I’m currently sipping on a freddo espresso in Greece as I write this. I left Asia a week ago, and I only decided about a month ago that I wanted to spend my summer in Europe. I found a cheap flight and booked a spur-of-the-moment one-way ticket and didn’t look back.
I’m not telling you this to brag, but more to make a point that travel is not as elusive as you may think it is. Let me explain why.
You see, I’m a travel blogger. I spend most of the year jetting from one place to another, sitting in planes, and discovering new cultures while fighting off jet lag.
The Acropolis in Athens, Greece
There are two ways that I make this happen. First off, I’m an entrepreneur who started her own business two years ago. I work online full-time as a travel blogger, writer, and freelance marketing consultant to stay on the road.
Secondly, I spend a lot of time researching ways to travel on a budget no matter what destination I’m going to. For instance, people may think Greece is an expensive destination or Europe in general, and yet in a week, I’ve already found a way to make my daily costs less expensive than what they were when I was living in Portland, Oregon last year.
I also found a direct 11-hour flight to Athens for around $300 from Singapore, which allowed me to start my Greek summer without spending all of my travel funds at once.
One of my biggest travel hacks for being able to stay on the road for so long is finding cheap flights anywhere around the world. I’ve traveled to 29 countries in the last nine years, and only once did I pay over $400 for a flight.
That’s huge when it comes to saving money, and using that extra cash for other things, like more travel, or simply being able to splurge on more luxuries when you travel.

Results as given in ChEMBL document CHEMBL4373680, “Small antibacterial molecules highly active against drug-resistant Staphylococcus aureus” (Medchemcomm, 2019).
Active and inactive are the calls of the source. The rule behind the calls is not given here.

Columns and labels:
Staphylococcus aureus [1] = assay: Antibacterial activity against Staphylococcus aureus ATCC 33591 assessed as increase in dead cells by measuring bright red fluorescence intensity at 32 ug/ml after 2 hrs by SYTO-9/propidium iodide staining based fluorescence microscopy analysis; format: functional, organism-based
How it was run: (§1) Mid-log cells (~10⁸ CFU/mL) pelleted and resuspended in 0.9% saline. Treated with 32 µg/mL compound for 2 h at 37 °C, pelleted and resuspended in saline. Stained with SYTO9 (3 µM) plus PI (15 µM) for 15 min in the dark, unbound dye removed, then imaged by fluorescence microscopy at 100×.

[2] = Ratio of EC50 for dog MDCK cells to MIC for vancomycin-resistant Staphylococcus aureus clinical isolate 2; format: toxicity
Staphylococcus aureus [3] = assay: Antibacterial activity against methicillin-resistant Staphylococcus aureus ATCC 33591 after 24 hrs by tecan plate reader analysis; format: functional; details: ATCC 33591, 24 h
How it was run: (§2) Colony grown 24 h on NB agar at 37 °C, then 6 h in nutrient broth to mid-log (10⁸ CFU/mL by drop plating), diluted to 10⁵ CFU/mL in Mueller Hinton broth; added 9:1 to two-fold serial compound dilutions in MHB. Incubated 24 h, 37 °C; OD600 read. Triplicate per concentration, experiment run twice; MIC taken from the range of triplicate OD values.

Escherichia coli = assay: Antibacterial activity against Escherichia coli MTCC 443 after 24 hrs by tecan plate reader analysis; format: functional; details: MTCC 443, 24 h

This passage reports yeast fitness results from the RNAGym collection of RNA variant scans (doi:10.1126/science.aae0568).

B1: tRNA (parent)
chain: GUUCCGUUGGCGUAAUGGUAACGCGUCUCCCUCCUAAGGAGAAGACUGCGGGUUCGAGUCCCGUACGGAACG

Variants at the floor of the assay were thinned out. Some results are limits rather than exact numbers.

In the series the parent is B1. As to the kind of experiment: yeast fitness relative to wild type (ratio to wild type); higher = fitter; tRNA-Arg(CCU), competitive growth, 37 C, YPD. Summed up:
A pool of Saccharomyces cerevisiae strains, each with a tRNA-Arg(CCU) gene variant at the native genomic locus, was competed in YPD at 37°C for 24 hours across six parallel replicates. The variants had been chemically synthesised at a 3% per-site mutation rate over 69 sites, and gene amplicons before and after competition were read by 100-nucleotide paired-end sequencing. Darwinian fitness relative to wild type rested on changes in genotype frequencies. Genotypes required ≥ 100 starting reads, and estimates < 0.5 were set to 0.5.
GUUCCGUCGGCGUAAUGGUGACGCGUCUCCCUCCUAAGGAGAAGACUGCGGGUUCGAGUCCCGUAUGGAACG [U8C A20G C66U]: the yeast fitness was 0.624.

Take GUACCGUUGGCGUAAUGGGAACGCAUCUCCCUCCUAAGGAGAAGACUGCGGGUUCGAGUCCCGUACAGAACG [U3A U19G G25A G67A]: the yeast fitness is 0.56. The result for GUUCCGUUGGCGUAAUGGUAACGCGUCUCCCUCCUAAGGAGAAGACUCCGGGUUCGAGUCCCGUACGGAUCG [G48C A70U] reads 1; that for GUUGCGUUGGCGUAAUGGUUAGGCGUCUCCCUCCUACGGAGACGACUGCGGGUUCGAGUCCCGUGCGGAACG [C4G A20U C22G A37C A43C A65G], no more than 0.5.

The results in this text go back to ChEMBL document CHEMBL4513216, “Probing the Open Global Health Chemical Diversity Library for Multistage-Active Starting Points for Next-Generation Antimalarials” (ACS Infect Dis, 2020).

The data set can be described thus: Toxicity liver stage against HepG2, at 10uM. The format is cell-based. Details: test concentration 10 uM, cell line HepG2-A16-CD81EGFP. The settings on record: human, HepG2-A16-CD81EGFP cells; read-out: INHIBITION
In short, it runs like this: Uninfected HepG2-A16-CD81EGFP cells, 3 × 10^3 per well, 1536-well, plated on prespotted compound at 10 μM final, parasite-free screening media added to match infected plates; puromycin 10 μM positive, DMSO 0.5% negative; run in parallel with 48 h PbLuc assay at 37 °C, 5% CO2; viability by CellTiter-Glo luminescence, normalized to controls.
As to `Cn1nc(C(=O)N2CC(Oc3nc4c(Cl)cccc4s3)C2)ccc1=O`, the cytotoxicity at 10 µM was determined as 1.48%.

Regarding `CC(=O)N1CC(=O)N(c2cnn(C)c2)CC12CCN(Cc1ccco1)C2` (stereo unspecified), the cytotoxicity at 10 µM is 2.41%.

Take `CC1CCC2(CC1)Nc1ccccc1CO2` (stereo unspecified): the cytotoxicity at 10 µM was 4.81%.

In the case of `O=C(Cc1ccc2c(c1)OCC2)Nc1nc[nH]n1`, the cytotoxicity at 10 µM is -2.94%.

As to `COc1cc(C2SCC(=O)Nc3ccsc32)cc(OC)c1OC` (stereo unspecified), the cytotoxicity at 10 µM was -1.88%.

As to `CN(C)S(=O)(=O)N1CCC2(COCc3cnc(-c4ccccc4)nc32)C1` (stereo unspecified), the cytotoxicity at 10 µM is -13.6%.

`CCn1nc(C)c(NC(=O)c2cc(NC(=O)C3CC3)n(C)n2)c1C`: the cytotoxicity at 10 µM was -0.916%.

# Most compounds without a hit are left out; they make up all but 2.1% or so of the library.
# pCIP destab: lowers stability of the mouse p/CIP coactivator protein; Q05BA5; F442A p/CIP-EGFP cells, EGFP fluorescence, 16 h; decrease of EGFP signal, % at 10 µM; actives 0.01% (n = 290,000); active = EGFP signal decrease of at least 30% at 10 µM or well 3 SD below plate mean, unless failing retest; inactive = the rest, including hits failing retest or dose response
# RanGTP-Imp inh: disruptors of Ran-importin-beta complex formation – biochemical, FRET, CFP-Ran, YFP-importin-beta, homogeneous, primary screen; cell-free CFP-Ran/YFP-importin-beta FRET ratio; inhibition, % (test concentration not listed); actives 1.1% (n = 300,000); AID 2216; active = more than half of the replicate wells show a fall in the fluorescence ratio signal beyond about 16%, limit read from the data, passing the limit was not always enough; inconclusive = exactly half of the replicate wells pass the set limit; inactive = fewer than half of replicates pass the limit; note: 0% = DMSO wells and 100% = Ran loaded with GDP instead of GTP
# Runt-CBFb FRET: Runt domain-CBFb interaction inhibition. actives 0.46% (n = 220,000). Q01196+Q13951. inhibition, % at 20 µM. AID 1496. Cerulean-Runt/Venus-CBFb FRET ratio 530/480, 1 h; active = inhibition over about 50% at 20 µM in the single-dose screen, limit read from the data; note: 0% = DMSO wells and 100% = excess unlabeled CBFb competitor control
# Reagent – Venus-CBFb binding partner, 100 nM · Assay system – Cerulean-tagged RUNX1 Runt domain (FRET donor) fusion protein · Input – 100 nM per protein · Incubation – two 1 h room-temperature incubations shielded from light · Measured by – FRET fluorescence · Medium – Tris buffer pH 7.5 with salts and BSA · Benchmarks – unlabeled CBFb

So how, may you ask, am I able to find such inexpensive flight deals? One word: Skyscanner.
I’ve used Skyscanner for years and it is one website that I will always stand by for finding the cheapest international flights. I’ve booked 90% of my flights in most of the last decade from Skyscanner, and my appreciation for the website hasn’t wavered an inch throughout the years.
I will always try new flight websites to make sure that there aren’t better deals out there, or better up-and-coming websites for buying flights. I still haven’t found one that surpasses Skyscanner’s search capabilities and deals, and I’ve done a lot of research.
So, my first piece of advice for finding cheap flgihts? Use Skyscanner. You’ll already be one step ahead for finding the cheapest deals! Of course, there are a few other tips to keep in mind to make sure you’re getting the best deals for an upcoming trip.
I’ve broken it down into general tips for finding cheap flights online, and tips for using the Skyscanner website and app, specifically.
General Tips for Finding the Cheapest Flights
Day of the Week – Does it Really Matter?
This is one tip that I always take with a grain of salt. There are so many ‘flight buying’ guides out there that say you should only look for flights that leave on Mondays and Tuesdays.
I’ve found that a good majority of flights are cheaper when they leave on Mondays and Tues-days, but that I’ve also found a decent amount of cheap flights that leave on Fridays and Satur-days, which are meant to be peak times for flying
I’ve also tried out the whole buying flights on certain days and/or at certain times of the day, and I’ve come to the conclusion that it really doesn’t matter.
Patience is key when it comes to finding a flight at the right price. I usually give myself at least a couple of weeks of comparing multiple flights, cities, days, before I’ll actually buy.
When I was looking at my flight to Hong Kong from Vancouver last fall, I spent almost every day for a week looking at flights. The prices wouldn’t budge, so I decided to take a break and look at a later date. A week or so later on a Wednesday night I randomly checked Skyscanner, and I found a flight for US $274, about $200 cheaper than any I’d seen the previous week. You can also set price alerts to be notified when the price drops so you don’t have to spend every day searching!
Airports & Cities Matter
Since I’ve been buying flights on a regular basis for so long, I already have a long list of airports and cities in my head that I know will almost always be cheaper to fly into and out of.